"How are you still here?" I asked. "Is this a dream?"

The owner smiled. "No. It's not."

He took the seat opposite me. "I have to be honest. I'm not who I seem to be. I just took a shape you'd feel comfortable with."

The world warped again. Everything around us disappeared, and there was only darkness surrounding our table. Everything had been swallowed by the night.

"Then...what are you? And where am I?"

"Isn't this efficient? Both your questions have the same answer!" The Not-Owner said.

He grinned. "Café Salmon Surf!"

Seeing my confused look, he continued speaking.

"Places can be ghosts as well as people, you know? Especially places once full of life. And what place has more life than a restaurant?"

I stared at him, stunned. "So you're the spirit of this place?"

"A manifestation of it," Café Salmon Surf said. "Every good restaurant has a soul of its own. Formed by the memories and experiences of its customers."

He waved his hands. "Look around. This is a shadow of how I used to be. These customers? Echoes of my former patrons. My time has passed, but I can't move on. I'm stuck here, in a never-ending dinner service."

"Can't move on? Why?"

Café Salmon Surf laughed. "Are you seated comfortably? Because this is going to blow your mind."

He leant towards me. "You see, there's a place where restaurants go after their last orders. A spiritual one, for eternal rest. You could call it the happy serving ground. Our Valhalla. Restaurant in Peace. But lately, it's been overbooked."

My mind was reeling. An afterlife for restaurants? This was insane. The theological implications were mind-boggling. How did it all work? Was there a heaven for good restaurants, and a hell for bad ones? Could you be reincarnated as a mamak stall or kopitiam?

"It's a lot to take in, I know. But it's true."

The Café stared wistfully into the distance for a moment, before speaking again.

"Thanks to recent events, a lot of us have died recently. There hasn't been a culinary massacre like this in ages. Great restaurants, some with the most glorious food I knew, all gone. All of us, cut down in our prime. Thanks to a bad crisis, and an even worse handling of it. Now there's a long queue to the afterlife, with a lot of red tape to get through. That's caused a lot of disagreements among the Powers That Be."

"The who?"

"The Powers That Be," the Café said. "The divine forces who usually manage all this. Like gods. Diet-ties, we call them. They don't know how to deal with so many new dead. Not enough unreal estate for all of us. Each of the Powers That Be—and there are a lot of them!—have their own ideas how to govern us. But none of them can agree what to do. So there've been clashes. Arguments. Schemes. Everyone playing their own little games at the top. Ultimately nothing gets done, and us little guys suffer."」

I sighed. "Boy, have I heard that story before."

"I've been working overtime for almost a year. I'm drained," the Café mused.

"Sorry." It was all I could think to say.

"Well, it's not completely bad. Nice to keep serving customers. It's our purpose, after all. And I've been getting the best reviews of my career! When it comes to food, the dead are a lot less picky than the living."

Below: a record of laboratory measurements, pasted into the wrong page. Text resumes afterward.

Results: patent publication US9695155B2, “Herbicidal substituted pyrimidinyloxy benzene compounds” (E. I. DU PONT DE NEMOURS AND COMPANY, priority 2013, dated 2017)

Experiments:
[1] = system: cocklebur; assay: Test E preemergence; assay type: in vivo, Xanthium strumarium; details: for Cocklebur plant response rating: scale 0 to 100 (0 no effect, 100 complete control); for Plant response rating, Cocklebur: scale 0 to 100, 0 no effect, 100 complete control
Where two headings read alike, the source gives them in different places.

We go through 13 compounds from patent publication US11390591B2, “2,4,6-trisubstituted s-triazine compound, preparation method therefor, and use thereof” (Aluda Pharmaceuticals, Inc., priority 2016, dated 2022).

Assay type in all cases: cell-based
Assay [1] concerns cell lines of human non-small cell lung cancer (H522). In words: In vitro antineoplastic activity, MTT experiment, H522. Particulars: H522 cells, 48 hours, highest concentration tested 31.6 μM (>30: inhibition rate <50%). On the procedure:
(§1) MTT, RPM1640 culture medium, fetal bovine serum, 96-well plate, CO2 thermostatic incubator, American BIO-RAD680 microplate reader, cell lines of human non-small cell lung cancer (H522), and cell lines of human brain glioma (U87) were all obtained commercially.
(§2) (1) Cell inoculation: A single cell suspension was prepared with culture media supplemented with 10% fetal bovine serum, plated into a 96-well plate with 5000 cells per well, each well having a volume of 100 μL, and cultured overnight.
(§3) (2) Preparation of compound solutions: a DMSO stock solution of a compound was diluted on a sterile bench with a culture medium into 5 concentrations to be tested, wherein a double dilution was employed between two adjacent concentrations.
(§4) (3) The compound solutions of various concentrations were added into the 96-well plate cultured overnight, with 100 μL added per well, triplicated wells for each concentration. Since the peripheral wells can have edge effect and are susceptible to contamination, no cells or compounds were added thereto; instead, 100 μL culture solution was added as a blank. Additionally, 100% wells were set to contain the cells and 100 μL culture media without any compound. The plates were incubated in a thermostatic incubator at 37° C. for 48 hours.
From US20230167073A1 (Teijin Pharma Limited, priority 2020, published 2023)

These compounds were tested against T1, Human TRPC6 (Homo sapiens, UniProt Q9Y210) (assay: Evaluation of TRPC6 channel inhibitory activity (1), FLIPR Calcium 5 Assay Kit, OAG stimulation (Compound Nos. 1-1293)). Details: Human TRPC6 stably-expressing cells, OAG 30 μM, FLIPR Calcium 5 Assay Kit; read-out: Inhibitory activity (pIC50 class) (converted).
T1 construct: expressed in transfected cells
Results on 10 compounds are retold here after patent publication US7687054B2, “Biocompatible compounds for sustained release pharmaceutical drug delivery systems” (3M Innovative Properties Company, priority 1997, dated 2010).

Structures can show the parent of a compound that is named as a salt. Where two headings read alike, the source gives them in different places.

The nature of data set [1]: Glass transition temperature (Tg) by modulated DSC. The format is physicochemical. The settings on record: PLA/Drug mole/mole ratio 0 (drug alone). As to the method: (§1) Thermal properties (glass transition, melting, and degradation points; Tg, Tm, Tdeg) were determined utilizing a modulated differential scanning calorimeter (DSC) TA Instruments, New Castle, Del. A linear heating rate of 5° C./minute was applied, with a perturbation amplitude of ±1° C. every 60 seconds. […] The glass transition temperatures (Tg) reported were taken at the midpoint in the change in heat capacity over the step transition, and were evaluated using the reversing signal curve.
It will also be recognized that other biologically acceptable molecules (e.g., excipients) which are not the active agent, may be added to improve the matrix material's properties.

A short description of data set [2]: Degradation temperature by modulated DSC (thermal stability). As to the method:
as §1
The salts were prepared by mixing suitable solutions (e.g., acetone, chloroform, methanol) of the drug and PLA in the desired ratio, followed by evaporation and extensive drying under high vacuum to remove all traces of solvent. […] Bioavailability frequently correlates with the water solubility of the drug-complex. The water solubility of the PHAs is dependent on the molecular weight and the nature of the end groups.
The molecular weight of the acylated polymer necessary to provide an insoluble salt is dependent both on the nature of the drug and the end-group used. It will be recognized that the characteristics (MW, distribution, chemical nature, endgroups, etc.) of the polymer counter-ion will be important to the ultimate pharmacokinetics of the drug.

"Wait. What?"

The meaning of his last sentence hit me like a thunderbolt. "Are you telling me...I'm..."

"Ah," the Café said. "Who else would visit the ghost of a restaurant?"

I suddenly felt nauseous. No. It didn't make sense. My head began to ache. And then, I was hit by a dozen memories at once.

Another evening of hunger, my stomach as empty as my wallet...

Refreshing my browser wildly, awaiting an email, that would never come...

My boss calling me to my office, a glum look on his face...

Speeding through traffic on my bike, trying to deliver an order on time...

Raising a white flag...only to be told it was against the law...

The beautiful view of Kuala Lumpur from my balcony...

A hideous feeling in my stomach as the ground rushed up to meet me...

Everything suddenly fit together with a dark, horrible clarity, revealing a world which I prayed was a lie.

"No." Tears ran down my cheeks. "No. No."

The Café gave me a few minutes to weep. Then he hugged me. My world warped, and the café surroundings emerged around me again.

"I'm sorry," the Café said. "But at least...your pain is over."

I took a deep breath, trying my best to stay calm. "What happens now?"

"You're going to be here for a while," the Café said, "Until your unfinished business is complete. Whatever that is."

He smiled. "There are some benefits of this, though. Remember Shakey's Pizza? The Coliseum? That old Vietnamese place that used to be opposite us? They're all here. Go relive some good times. You'll probably meet a lot of old friends. Now let's have dessert," The Café said. "If there's anything true in this world, it's that ice cream makes every situation better. And don't worry. There are no bills in a ghost restaurant!"

He brought me a banana split. I savoured every spoonful. I hadn't eaten much in the past few months.

Around me, figures continued eating, chatting, repeating the daily rhythms of their regular lives. Once I finished eating, the world warped. Now I was on the street again. I cursed: it was hard to get used to this.

Then again, I realised, maybe the world had always been changing. At a pace way, way too fast for me...

I started to walk. Other restaurants slowly emerged out of the darkness. Many of which I hadn't seen in ages. My heart pounded. Who knew what else there was to see and eat?

Terence Toh is reading the beginning part of the work in English (3:14-). Please enjoy the sound of the language.